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Global: Nations use antitrust probes for broader agendas, says Freshfields

 |  February 13, 2014

A review of global competition policy trends by Freshfields Bruckhaus Deringer has found that governments around the world are using antitrust regulation for broader political agendas, according to reports.

The law firm found that competition probes and litigation are sometimes used as a way to pressure companies to alter business practices.

Freshfields cited the recent eBooks price-fixing settlement in the US, as well as the LIBOR scandal cases across the globe as cases in which regulators exert pressure on firms in long-term efforts to have companies alter compliance; the action “will present a significant strategic challenge for many business in the year ahead,” said the report.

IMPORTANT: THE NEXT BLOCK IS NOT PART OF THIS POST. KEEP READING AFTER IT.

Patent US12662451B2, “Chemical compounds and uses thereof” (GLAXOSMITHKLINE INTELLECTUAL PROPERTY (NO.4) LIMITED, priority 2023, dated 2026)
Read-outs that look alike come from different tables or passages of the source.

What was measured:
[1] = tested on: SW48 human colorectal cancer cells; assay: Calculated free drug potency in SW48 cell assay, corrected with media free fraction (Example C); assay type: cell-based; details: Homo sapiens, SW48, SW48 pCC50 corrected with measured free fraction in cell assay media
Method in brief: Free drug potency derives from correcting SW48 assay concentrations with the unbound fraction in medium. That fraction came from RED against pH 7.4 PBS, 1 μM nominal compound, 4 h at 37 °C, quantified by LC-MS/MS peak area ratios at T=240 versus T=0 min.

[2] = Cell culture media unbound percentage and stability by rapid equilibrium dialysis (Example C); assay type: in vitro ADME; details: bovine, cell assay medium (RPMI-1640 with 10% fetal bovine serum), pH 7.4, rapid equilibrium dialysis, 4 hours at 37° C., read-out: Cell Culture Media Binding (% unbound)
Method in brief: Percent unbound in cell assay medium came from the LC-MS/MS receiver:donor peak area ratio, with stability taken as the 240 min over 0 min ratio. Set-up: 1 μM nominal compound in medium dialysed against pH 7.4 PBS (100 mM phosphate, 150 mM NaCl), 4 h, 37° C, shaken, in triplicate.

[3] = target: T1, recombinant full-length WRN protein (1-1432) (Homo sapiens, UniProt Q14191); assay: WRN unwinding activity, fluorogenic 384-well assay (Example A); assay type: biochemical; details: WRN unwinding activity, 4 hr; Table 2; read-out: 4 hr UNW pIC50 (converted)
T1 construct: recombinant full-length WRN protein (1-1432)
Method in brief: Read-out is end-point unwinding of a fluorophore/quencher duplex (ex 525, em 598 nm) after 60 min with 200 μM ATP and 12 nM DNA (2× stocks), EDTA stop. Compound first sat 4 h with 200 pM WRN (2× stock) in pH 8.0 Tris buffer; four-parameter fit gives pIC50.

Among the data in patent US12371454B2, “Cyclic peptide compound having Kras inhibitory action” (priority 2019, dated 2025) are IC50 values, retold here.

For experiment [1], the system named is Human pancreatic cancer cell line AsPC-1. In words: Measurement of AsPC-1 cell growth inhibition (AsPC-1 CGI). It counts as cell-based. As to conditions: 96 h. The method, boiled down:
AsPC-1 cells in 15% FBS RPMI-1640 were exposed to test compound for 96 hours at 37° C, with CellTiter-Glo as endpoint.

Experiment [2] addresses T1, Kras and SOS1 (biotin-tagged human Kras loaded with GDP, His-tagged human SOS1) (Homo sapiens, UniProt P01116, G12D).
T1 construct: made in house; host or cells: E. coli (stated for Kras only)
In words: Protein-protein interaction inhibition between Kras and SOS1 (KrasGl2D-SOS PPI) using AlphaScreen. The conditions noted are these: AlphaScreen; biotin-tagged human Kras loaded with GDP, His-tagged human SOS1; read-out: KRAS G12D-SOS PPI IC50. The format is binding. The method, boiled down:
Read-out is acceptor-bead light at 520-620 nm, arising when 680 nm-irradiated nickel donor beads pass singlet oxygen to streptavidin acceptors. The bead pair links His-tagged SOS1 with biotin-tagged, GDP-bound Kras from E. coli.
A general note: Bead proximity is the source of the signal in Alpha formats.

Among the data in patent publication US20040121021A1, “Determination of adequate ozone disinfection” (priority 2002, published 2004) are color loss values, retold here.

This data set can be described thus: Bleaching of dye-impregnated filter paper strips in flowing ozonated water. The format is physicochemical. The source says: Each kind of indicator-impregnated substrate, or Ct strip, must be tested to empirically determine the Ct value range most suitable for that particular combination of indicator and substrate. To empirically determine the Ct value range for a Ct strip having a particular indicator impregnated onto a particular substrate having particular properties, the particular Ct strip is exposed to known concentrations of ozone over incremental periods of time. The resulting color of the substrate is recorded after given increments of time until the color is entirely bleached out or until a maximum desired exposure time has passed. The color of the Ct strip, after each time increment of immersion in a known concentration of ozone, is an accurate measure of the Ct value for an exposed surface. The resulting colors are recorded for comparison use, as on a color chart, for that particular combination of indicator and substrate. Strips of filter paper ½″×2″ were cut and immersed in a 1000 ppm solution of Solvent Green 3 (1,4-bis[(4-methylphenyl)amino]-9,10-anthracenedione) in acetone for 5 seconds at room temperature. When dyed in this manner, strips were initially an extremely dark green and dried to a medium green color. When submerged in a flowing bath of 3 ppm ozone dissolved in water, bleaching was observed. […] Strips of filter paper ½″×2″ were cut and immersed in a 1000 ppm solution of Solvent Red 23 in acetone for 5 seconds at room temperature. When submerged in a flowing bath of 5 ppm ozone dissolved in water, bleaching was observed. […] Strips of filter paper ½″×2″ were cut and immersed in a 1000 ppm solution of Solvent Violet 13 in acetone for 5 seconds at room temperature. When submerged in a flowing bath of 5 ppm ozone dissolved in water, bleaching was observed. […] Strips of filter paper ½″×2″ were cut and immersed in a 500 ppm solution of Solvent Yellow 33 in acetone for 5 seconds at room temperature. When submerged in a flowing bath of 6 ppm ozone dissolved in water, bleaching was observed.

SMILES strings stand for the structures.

”As we see antitrust intertwining more closely with sector regulation, it is also no surprise that the growing number of parallel investigations looks set to continue on an upward trajectory,” the law firm predicted.

Freshfields pointed to the emergence of compliance monitors hired within companies to ensure adherence to competition law; companies are now mulling how that monitor should interact with the rest of the business, say reports.

Full Content: Wall Street Journal

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